From being an individual artist to being an organizer-curator, coordinator and even a publisher of a fortnightly e-magazine for arts for Mukhotey Arts Groups, Neelu Patel has been lately playing these varied roles consistently and successfully.
A pass out of Sheth CN College of Fine Arts 1993 batch, Neelu was recently involved in organizing two group shows at Amdavad ni Gufa Galleries – both Indoor and Outdoor ones, where one of these shows was dedicated to the 611th Foundation Anniversary of Ahmedabad on Feb 26. This one accordingly was focused on the Heritage theme, for which even she had created and showcased her works depicting Sarkhez Roza and other such structures.
Close on the heels of accomplishing these two shows, Neelu has just returned with a three-day solo show of her papar collages at the Gujarat Lalit Kala Academy’s S S Art Gallery located in Ravi-Shankar Rawal Kala Bhawan in Law Garden Area. The show has been sponsored by the Academy under its Scheme for Assistance to artists practicing visual and fine arts. The show was inaugurated on Tuesday March 15.
While Neelu has been working on realistic forms of paintings ever since her passing out which is almost three long decades now, and showing her works in group shows or otherwise, her signature style work is supposed to be paper collages created out of newsprint rolled and made into long sticks, or cut as shorter cylindrical sticks or triangles or sheafs of side-cuts of magazines’ bind-side portions.
This dimension of her creativity started with her training at a local rural projects institute aimed at empowerment of women through creativity.
This has blossomed over years into a passion for Neelu and signature style with long hours invested into it. Her creativity with this eco-friendly material lies in weaving these paper ‘elements’ into various arrangements, permutations, combinations of forms and finishing with application of colours in some cases, as dictated by the nature of work under creation, thereby finally creating artistic patterns in overarching geometrical or scenic forms.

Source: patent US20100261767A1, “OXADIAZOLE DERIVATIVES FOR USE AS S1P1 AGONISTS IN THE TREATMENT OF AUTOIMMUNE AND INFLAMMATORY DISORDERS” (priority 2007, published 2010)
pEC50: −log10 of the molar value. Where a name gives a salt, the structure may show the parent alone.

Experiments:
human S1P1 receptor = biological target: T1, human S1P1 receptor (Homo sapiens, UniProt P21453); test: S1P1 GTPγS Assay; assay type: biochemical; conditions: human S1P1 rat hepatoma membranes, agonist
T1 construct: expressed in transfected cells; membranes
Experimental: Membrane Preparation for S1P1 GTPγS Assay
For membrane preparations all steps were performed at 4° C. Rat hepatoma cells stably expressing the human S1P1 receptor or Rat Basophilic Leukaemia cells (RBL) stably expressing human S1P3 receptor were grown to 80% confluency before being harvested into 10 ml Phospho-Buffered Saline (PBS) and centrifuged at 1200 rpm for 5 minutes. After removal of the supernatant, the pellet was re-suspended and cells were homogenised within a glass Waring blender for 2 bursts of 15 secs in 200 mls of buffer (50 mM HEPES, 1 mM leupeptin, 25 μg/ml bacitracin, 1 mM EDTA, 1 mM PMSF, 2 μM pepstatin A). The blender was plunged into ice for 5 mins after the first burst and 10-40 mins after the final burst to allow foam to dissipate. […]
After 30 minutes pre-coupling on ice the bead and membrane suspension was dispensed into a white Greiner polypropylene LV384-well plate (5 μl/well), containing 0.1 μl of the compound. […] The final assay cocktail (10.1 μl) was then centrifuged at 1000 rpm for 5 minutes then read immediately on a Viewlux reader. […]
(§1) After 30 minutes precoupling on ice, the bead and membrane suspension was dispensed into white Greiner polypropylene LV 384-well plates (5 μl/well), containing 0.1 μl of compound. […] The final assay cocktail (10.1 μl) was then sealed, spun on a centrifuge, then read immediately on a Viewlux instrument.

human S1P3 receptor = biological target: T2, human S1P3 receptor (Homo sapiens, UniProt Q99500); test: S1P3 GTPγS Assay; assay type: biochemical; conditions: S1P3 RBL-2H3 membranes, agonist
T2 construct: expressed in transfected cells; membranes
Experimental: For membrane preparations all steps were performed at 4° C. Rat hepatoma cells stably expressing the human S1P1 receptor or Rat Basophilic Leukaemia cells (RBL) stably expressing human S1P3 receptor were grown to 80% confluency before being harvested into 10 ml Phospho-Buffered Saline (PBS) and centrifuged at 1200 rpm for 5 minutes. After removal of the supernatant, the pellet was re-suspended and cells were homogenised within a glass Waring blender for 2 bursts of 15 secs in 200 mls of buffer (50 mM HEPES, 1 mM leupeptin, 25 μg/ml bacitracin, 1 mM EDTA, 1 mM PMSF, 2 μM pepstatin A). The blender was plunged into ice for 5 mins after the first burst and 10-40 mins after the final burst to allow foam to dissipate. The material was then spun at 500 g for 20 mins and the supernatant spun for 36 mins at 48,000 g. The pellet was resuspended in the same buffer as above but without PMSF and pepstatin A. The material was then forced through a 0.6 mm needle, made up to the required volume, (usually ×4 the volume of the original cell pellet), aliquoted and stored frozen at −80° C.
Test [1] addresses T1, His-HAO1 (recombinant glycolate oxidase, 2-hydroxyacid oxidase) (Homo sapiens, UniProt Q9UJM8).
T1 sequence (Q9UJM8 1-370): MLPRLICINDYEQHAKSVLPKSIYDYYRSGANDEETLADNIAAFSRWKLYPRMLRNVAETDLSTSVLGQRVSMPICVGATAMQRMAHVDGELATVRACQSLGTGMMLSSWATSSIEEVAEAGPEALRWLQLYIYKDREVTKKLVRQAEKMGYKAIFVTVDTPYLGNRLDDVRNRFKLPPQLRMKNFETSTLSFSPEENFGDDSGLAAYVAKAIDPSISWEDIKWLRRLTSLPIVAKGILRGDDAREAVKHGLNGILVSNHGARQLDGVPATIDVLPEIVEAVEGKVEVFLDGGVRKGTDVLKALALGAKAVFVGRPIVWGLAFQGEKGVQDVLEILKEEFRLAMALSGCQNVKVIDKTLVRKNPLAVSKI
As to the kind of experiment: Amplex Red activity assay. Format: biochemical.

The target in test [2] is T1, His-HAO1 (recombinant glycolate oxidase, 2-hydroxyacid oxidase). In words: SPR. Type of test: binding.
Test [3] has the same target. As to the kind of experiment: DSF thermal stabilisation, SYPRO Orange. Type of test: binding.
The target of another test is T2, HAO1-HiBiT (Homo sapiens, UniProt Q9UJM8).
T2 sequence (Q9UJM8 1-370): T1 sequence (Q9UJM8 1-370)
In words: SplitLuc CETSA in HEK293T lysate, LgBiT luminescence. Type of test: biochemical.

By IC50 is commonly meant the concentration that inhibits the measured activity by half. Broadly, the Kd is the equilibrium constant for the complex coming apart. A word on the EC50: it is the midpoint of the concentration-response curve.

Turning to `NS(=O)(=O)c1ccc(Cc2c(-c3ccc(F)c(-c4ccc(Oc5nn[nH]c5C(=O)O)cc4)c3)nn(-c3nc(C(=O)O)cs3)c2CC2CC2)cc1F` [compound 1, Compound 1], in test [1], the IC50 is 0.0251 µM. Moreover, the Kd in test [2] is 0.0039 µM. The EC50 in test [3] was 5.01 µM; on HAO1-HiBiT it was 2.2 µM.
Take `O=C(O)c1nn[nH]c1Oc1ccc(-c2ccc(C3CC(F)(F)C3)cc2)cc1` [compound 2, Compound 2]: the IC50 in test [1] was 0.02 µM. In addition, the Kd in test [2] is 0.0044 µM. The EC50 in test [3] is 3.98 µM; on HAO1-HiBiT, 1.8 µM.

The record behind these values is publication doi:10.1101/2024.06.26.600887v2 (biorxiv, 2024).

These creations could eventually end up as aesthetically decorative artifacts in the first look; or artworks with a message embedded therein for a discerning eye in a closer look as the arrangement of paper sticks, triangles or cylindrical rolls etc may lend themselves to looking like chakras, mandals, hats, quadrants or in some cases as sea scapes or a few other things even unwittingly, depending upon how one approaches these different works.
For instance one of Neelu’s works at the show features shapes like the star fish and other marine life; another looks like sea-waves hitting a shore and receding while forming visually enchanting bubbles of froth. One more work features in the Centre and atop, a small Indian tricolor; whereas the entire round body of the work is an assemblage of colourful paper cuts representing the rich Indian diversity of many forms in languages, literatures, cultures, religions, performance and social traditions, festivals, chequered political spectrum, and so on.
While this show is featuring about thirty five of these creations of moderate sizes ranging from 12” to 24”, Neelu has created hundreds of such signature works cumulatively over the years and that includes a substantial segment of sizes going up to 48 inches or thereabouts.
And while on sizes, Neelu recalls having created giant works too on the asking of a certain Record Book Company’s Management; which was a seventeen-foot high flower vase also created out of newspaper rolls only. Interestingly, this woven work was created without any supporting frame inside! This particular work was later donated by her to the Ahmedabad City Museum as a permanent exhibit. The City Museum incidentally is located at the Sanskar Kendra in Paldi area.
Neelu’s paper collages were also featured by a London based Gallery in an international art show in 2019 where her inclusion was decided by public vote of commendation. This show meant her works on display in a separately allocated room on view and impressive pickup of her art by appreciative visitors. About one hundred of laboriously created works were transported by Neelu to London for this show and this part of her repertoire is now stored there for future shows.
It’s noteworthy that Neelu’s creativity goes beyond up-cycling the newsprint into working with paper-machie also. A substantial side of her creativity with this medium results in sculptures of Gods and Goddesses and a range of exotic looking masks that are inspired by dance forms, folk art and even theatre. Neelu informs that she has created masks on asking by the theatre workers of Ahmedabad in the past.
Coming back to the present show, besides the paper collages the artist has also showcased three works created in paper machie. Finished in exotic Golden, Blue and such colours, these works feature adorable studies of the female form mounted on board with frames.
A good show of a different medium and material, this one is available till Thursday March 17.
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